During the first consultation that could last up to an hour, a homeopath may enquire about a person's lifestyle, state of mind, likes and dislikes, eating habits, medical history—including the family's medical history—and then look for symptoms. The primary purpose of the history sheet is to build up a 'symptom picture' of the patient, which is then compared with a 'drug picture' in the Materia Medica. Based on this, one or more remedies are prescribed, usually in pill form. Sometimes, treatment begins with one or two doses only. Usually, a regular daily dose is in order.

There are two schools of thought in prescription. The first is 'classical homeopathy', where practitioners identify a single medicine that suits a patient's individual constitution—a complex process that incorporates current illness, medical history, personality, behavior and hereditary ailments.

The second is 'complex homeopathy', where the doctors prescribe a combination of medicines or prescribe purely on the basis of conventional diagnosis.

Whichever approach is used, two patients with identical ailments may receive different medications with varying potencies.

Homeopathic remedies are mostly administered in the form of pills with a generous topping of advice on diet and lifestyle. Pills are usually kept under the tongue and sucked till they dissipate. The other forms of medication are tablets, powders, tinctures, creams, ointments or solutions. Some homeopaths no longer prescribe do's and don'ts in diet, except to stipulate that no food or liquid (except water) be consumed half an hour before or after ingesting the medicine. A few recommend you avoid strong-smelling substances, tea and coffee. Qualified homeopaths, however, do not recommend a patient discontinue prescribed allopathic medication.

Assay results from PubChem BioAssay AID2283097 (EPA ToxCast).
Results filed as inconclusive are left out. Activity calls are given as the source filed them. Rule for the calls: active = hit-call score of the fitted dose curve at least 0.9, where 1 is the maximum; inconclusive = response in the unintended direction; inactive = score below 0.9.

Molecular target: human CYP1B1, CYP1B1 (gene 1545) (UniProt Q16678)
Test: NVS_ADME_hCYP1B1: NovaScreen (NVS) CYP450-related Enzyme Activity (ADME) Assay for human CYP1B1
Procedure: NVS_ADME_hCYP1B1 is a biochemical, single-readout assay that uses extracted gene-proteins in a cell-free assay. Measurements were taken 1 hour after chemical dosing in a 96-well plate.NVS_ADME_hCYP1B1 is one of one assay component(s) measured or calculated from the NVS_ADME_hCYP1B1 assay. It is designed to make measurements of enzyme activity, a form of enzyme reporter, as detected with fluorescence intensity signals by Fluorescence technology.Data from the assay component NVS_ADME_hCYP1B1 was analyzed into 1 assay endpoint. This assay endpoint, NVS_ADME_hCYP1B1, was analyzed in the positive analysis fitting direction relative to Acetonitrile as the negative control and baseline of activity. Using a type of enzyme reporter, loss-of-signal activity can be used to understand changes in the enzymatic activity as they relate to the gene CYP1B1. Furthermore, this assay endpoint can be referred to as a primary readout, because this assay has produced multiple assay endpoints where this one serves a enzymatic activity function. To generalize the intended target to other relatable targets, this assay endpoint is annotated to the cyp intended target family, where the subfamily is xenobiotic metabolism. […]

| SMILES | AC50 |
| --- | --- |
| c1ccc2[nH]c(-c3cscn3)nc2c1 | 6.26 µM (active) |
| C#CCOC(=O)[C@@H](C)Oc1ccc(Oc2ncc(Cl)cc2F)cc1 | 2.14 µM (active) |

Homeopaths treat a veritable array of problems. These include allergies, anorectal disorders, asthma, arthritis, back pain and neuralgia, colic, coughs and colds, cystitis, depression, eczema, gynecological problems, hair loss, heartburn, hyperpigmentation, insect bites, insomnia, irritable bowel syndrome, leg cramp, menopausal problems, migraines, morning sickness, nausea, obesity, phobias, pre-menstrual syndrome, sexual disorders, stress, teething pains, tumors and warts.

Most homeopaths regularly treat chronic or recurrent conditions such as eczema, rheumatoid arthritis, fatigue disorders, asthma, migraine, dysmenorrhoea, irritable bowel syndrome, recurrent upper respiratory or urinary tract infections and mood disorders. Patients with ill-defined illness that defy conventional diagnosis are also treated. Significantly, homeopaths treat children more often than other complementary practitioners.

Experienced homeopaths aver that few conditions are truly outside their ambit. Case histories include treatment of complaints as diverse as tuberous sclerosis, infertility, myasthenia gravis, fear of flying and cystic fibrosis.